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The Seven Habits of Highly Effective Christians: Mercy

Matthew 5:1-2, 7

Until recently, Apartment #213 on the west side of Milwaukee, Wisconsin was an anonymous place. Now it is universally known as “The Flat of Horrors.” It seems that each day’s newspaper unfolds a new chapter in Jeffrey Dahmer’s twisted and torrid attacks upon innocent people. Yet somehow the one picture in that whole sordid story which I cannot forget is the picture of the mother of one of Jeffrey Dahmer’s victims. Weeping over her lost son, she cries out over and over again: “What shall I do with this anger? What shall I do with this anger?”

Good question. What is she going to do with her anger? Or for that matter, what are you and I going to do with ours? You see, sooner or later in our life’s experience, we learn that life is not fair. Sooner or later, we learn that we can do our best and be our best and still get kicked in the teeth. Sooner or later, we learn that we can dress right, act right, think right, do right, and still get treated badly. Sooner or later, we learn that there are Jeffrey Dahmers in the world who even if they do not mangle or mutilate us physically, they do it emotionally or mentally or spiritually. What do we do with that anger?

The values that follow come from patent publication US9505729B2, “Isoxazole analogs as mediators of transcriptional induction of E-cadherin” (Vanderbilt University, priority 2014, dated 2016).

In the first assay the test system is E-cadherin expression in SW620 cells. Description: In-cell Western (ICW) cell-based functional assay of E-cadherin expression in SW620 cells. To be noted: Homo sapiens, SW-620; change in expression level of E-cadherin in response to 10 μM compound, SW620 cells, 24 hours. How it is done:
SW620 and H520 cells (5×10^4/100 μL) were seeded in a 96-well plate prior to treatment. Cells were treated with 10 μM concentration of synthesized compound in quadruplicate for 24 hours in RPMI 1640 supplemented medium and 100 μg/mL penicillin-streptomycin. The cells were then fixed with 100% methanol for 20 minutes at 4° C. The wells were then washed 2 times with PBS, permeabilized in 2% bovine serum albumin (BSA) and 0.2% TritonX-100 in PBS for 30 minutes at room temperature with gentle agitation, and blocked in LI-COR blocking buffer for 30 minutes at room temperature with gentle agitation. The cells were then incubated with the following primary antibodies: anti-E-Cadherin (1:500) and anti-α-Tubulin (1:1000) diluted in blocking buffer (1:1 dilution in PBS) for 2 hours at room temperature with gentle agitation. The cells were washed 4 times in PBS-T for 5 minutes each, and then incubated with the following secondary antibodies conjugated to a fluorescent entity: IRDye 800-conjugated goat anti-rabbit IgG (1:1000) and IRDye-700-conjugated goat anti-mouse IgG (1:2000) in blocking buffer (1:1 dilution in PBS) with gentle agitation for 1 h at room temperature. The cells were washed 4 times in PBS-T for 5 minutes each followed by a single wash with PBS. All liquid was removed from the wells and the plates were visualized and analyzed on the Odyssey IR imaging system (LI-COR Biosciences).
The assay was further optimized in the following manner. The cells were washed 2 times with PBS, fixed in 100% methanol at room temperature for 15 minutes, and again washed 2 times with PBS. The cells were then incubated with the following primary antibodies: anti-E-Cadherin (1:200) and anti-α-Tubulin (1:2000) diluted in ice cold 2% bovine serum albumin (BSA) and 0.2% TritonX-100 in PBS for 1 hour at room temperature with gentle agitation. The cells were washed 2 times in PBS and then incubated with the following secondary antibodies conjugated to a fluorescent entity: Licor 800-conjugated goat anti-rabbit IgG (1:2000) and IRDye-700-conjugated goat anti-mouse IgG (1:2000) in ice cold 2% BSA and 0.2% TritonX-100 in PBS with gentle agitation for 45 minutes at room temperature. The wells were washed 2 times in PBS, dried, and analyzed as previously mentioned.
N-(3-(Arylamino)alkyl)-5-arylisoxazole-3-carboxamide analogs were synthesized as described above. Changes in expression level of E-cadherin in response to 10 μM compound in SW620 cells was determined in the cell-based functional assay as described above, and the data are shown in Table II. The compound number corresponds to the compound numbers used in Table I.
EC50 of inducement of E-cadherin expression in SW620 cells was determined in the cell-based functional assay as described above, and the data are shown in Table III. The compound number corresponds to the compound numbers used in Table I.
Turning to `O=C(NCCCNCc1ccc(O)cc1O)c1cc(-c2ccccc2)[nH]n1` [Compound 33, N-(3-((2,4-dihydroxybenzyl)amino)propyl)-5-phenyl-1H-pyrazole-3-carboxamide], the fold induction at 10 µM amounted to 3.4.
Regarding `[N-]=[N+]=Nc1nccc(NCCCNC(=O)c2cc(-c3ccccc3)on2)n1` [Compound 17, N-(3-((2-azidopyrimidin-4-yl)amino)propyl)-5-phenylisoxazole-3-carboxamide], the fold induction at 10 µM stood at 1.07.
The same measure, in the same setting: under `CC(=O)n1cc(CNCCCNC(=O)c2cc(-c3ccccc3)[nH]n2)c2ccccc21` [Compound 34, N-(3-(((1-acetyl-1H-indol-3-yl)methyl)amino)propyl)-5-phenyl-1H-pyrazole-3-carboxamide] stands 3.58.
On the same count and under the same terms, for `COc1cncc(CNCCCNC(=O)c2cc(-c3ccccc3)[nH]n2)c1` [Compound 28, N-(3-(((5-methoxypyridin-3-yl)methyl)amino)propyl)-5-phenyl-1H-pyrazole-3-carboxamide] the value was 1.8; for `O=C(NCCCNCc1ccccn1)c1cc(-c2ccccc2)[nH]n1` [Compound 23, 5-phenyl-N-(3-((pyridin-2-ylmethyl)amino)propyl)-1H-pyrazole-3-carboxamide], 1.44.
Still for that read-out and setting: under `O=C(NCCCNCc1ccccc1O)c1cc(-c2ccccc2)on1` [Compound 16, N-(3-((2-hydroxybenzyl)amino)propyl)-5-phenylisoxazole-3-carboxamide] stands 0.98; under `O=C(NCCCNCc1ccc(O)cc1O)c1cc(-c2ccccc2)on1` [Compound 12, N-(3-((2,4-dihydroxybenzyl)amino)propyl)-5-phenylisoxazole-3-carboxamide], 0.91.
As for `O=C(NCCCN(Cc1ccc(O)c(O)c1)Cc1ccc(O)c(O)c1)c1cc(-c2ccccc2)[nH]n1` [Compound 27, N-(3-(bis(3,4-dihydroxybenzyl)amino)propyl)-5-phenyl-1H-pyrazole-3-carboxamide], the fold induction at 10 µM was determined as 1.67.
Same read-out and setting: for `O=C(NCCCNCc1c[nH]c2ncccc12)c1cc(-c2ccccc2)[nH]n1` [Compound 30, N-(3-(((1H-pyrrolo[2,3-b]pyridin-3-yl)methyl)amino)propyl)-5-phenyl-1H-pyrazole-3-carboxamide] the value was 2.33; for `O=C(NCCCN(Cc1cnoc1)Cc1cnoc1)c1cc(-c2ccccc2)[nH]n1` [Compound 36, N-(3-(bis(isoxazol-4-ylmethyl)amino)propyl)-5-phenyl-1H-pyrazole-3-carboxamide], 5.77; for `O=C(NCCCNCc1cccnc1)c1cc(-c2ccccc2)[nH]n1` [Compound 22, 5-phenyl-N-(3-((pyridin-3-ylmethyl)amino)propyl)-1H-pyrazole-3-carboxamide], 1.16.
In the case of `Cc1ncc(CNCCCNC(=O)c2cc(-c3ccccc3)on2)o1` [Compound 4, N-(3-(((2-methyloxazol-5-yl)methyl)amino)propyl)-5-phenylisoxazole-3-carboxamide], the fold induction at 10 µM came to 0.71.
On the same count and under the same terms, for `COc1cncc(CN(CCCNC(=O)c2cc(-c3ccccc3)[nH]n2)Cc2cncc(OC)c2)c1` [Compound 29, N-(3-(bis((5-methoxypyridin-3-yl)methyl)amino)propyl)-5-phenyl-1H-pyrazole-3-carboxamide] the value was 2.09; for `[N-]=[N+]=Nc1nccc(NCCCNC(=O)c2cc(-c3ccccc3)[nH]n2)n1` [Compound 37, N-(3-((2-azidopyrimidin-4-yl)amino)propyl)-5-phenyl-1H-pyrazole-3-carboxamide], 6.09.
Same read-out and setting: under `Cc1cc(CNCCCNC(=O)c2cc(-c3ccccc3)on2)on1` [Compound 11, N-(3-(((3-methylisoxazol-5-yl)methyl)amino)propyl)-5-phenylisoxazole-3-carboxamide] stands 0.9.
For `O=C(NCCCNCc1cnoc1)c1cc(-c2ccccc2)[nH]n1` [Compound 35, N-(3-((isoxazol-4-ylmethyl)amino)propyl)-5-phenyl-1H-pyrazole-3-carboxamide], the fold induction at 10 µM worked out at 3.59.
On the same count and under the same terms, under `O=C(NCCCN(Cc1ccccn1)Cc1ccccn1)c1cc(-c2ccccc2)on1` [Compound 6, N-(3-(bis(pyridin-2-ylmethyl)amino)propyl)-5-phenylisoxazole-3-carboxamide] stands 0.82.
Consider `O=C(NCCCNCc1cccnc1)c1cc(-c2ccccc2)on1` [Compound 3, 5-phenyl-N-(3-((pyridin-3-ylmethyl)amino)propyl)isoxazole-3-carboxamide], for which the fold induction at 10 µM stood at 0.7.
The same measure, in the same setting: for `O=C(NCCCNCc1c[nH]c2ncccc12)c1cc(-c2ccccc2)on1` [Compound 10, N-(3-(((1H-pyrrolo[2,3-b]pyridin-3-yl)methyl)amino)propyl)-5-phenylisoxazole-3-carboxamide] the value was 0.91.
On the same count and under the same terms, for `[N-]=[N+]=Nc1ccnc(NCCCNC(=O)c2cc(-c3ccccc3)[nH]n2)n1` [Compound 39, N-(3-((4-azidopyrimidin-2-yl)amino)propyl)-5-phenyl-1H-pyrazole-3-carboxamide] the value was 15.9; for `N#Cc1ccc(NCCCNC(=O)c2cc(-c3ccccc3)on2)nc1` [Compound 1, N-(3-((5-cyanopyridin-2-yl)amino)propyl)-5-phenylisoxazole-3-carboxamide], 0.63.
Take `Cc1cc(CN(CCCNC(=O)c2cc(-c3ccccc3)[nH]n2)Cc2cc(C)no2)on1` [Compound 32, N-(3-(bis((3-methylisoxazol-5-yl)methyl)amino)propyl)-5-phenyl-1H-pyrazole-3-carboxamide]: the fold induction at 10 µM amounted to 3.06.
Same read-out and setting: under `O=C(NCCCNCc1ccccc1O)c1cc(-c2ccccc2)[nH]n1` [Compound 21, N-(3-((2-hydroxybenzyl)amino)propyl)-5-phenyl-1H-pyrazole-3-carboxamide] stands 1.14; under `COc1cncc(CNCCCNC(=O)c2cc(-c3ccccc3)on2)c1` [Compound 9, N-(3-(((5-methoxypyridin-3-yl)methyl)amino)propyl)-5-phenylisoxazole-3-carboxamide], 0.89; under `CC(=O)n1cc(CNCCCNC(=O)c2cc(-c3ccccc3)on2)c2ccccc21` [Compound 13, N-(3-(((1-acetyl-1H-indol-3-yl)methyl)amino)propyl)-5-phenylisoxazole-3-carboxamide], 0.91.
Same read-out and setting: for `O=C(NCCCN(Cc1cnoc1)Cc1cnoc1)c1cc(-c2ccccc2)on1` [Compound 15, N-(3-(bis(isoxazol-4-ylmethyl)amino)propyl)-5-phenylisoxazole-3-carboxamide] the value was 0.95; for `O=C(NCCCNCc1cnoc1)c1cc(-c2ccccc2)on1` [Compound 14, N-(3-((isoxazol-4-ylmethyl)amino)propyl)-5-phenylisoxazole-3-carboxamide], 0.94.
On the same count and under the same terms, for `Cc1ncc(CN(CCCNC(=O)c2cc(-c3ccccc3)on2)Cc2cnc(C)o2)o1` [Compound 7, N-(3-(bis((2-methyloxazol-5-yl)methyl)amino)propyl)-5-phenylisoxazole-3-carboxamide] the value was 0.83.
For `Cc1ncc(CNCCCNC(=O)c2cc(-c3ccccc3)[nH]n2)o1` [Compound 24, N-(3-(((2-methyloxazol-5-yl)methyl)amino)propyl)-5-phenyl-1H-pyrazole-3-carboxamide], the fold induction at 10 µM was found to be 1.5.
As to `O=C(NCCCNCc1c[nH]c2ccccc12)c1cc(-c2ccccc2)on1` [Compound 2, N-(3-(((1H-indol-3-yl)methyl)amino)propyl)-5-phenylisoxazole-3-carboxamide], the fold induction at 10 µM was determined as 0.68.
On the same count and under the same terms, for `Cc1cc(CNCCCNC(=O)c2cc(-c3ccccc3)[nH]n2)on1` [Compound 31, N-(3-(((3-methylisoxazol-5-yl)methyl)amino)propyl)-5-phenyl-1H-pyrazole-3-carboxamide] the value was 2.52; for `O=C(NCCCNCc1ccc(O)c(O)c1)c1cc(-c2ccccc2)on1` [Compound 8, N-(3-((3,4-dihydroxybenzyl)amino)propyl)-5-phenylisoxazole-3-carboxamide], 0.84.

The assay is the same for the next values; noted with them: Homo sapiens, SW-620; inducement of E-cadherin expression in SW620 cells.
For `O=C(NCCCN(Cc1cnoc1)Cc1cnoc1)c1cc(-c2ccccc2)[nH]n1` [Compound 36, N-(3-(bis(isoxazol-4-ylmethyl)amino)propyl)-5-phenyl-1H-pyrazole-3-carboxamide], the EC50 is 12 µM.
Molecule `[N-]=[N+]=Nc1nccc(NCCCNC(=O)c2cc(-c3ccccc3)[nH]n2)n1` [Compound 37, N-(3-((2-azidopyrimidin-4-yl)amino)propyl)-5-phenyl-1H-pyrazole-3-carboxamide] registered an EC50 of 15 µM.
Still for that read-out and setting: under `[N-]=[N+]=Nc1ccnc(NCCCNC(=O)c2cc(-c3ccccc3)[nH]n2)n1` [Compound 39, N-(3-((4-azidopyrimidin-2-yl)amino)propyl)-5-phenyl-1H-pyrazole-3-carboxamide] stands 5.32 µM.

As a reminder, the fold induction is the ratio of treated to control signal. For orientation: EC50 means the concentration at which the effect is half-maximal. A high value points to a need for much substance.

Remember the old saying? We’ve said it a hundred times: “Your hurts will make you bitter or they will make you better.” That’s true. But unfortunately it seems to me that, in too many instances, bitterness appears to be winning the game. So many lives today seem to be marked by anger, resentment, vengeance, grudges, hatred and hostility. The “milk of human kindness” has curdled and turned sour.

It’s like the joke about the fellow walking along the beach who happened to find, washed up on the shore, an old Aladdin’s lamp. He picked it up, rubbed it, and out popped a genie. The genie said: “Because you have set me free from that lamp I will grant you three wishes. But there is one condition. Whatever you ask me for, I will give you, but I will also double it, and give it to your worst enemy.” The fellow didn’t care much for the condition, but he decided to try it out. He said: “I wish I had a new car.” The genie said: “Consider it done, but your worst enemy now has two brand new cars in his driveway.” That made it rather bittersweet for this fellow, so he decided to up the ante. He said: “I wish I had a million dollars.” The genie said: “Consider it done. Of course, remember that the man you hate the most now has two million dollars.” Well, that was about more than this fellow could stand. He didn’t like it at all. So after he thought about it for a few minutes, he said to the genie: “I think for my third wish I’d like for you to beat me half to death!”

Isn’t that the way we are? In trying to get even, who gets beat up? Who gets the lumps and the bruises? My friends, mark it down. Revenge does not work. Getting even does not solve the problem. Angry eyes, flying fists and bitter words do not heal the hurting heart. Only mercy can do that. That’s the message of the fifth Beatitude. Jesus said: “Blessed are the merciful for they shall obtain mercy.” Of all the Beatitudes, this fifth one is probably the most appealing to us and the one which is easiest for us to understand. Mercy is attractive. It is a virtue that shines. We hold it in high regard. We endorse it. We affirm it. We applaud it. And in a time like ours, a time when anger and bitterness and resentment seem to be on the rise, we need to build into our everyday experience the mercy of which Jesus speaks.